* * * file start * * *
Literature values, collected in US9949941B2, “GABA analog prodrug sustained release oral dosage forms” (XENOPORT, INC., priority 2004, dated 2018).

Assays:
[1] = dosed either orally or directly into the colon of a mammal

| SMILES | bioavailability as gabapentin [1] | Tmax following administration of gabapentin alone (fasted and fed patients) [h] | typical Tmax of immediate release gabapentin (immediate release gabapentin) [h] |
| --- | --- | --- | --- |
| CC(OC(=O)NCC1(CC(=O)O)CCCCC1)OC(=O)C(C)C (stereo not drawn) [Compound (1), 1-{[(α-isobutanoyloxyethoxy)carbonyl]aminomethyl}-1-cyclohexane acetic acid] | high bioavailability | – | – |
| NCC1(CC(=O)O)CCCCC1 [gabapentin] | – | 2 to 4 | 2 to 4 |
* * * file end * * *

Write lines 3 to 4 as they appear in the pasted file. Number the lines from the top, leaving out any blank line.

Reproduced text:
[1] = dosed either orally or directly into the colon of a mammal

| SMILES | bioavailability as gabapentin [1] | Tmax following administration of gabapentin alone (fasted and fed patients) [h] | typical Tmax of immediate release gabapentin (immediate release gabapentin) [h] |